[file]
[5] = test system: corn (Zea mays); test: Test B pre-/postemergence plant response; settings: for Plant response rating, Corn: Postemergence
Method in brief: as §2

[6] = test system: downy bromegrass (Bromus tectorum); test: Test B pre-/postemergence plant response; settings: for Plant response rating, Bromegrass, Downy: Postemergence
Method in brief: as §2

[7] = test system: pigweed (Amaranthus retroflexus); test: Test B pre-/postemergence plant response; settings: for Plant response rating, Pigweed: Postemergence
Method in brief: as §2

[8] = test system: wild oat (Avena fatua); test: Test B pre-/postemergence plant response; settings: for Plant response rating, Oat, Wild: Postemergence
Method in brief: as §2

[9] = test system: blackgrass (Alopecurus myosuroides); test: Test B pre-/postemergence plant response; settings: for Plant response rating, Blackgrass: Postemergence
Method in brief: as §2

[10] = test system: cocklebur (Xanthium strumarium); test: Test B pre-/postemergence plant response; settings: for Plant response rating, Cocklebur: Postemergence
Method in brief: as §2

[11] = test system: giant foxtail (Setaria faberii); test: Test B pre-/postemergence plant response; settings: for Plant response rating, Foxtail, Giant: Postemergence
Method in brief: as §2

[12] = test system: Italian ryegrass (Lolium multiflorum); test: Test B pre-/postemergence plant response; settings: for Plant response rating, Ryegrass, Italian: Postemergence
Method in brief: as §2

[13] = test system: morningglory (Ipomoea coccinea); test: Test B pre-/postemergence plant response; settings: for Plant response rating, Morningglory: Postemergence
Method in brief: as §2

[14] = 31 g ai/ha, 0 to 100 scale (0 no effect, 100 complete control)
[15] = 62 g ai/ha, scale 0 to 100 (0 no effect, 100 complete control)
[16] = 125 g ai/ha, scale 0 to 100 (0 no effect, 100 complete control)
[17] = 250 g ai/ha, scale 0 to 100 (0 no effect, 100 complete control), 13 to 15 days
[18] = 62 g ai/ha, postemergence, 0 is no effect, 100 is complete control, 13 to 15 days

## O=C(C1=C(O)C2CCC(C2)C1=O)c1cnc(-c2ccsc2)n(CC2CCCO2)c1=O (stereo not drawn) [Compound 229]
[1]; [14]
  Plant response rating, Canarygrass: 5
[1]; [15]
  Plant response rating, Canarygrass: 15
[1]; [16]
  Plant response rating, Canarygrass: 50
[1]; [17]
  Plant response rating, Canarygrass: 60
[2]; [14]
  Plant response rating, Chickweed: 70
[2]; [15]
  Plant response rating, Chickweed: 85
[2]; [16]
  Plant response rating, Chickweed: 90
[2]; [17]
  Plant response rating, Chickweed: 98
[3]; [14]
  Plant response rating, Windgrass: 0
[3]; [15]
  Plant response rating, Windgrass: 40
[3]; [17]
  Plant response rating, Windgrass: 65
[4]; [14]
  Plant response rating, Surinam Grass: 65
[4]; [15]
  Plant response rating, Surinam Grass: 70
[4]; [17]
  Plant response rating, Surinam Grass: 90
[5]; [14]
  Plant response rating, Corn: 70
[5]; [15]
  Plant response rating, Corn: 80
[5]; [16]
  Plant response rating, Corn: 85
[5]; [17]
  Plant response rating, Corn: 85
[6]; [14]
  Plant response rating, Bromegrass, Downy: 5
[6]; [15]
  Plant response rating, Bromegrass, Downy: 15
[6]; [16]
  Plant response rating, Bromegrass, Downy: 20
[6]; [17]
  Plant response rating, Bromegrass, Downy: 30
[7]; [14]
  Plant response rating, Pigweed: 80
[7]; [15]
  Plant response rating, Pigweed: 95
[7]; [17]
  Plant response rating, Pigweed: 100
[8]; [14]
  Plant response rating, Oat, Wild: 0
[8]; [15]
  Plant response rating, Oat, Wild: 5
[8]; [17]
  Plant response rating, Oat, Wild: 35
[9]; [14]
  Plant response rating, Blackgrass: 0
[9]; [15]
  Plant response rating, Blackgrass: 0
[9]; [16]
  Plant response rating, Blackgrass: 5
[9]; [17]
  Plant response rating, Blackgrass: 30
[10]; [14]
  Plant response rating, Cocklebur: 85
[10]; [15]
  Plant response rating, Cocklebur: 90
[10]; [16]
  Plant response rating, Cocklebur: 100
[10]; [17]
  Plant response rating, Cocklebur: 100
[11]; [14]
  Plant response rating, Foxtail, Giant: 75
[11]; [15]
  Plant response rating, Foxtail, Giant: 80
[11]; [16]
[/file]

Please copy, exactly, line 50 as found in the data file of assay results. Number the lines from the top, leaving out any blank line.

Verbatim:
  Plant response rating, Surinam Grass: 70